Atlas Obscura | by Eric Grundhauser
For almost four decades, Public Illumination Magazine has been packing a ton of absurdity into a little package. Since the advent of glossy print, art magazines have almost entirely been presented as large-format, visually bold publications. But for nearly four decades, there has been one experimental art magazine that has no time for all of that pomp and circumstance. Since 1979, Public Illumination Magazine (PIM), an absurdist art zine with origins in New York’s underground art scene, has been proving that if size matters, they don’t need it.
“I call it the smallest magazine of its kind. That defends me against any other rival,” says Prof. Dr. Dr. Zagreus Bowery, the creator, editor, and all around producer of PIM since its inception. And he doesn’t exaggerate about the small size of his publication, which measures in at just 7 x 11 centimeters. A professional artist himself, Bowery has always gone by his absurdist, multi-titled pseudonym in all things concerning the magazine (in fact all contributors must use pseudonyms), which he says is just an extension of the overall goal of creating a consciously tiny publication. “It’s all about self-demeaning modesty. It’s a tiny little magazine. It’s obscure. It’s niche. And it all fits together. It’s a strange little thing.”…read more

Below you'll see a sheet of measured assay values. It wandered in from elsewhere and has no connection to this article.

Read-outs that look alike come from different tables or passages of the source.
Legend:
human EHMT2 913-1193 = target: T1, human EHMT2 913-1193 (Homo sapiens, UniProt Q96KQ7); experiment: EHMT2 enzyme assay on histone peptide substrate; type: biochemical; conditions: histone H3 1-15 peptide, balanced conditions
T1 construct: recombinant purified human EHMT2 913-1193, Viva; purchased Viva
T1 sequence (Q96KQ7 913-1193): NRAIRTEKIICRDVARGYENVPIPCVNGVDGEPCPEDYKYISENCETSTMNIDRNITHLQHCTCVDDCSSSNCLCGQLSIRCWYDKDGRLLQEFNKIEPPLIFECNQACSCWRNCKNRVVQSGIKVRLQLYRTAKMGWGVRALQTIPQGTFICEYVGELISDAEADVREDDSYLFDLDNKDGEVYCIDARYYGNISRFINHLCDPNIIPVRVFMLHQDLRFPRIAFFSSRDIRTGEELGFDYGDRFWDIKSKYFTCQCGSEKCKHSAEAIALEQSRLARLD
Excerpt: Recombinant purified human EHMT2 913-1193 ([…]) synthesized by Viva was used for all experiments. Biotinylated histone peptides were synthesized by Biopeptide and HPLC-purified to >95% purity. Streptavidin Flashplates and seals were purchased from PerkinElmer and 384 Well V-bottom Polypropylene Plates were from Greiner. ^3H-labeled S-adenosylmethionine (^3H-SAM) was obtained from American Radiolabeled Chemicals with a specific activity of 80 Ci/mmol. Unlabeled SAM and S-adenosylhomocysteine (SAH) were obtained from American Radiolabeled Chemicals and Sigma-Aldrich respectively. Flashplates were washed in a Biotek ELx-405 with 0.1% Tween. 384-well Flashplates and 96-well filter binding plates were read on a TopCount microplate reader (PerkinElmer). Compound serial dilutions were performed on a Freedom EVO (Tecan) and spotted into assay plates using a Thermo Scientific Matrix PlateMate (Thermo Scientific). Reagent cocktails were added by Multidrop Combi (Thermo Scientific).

Image: PIM may be the one of the smallest art magazines ever made. Courtesy of Printed Matter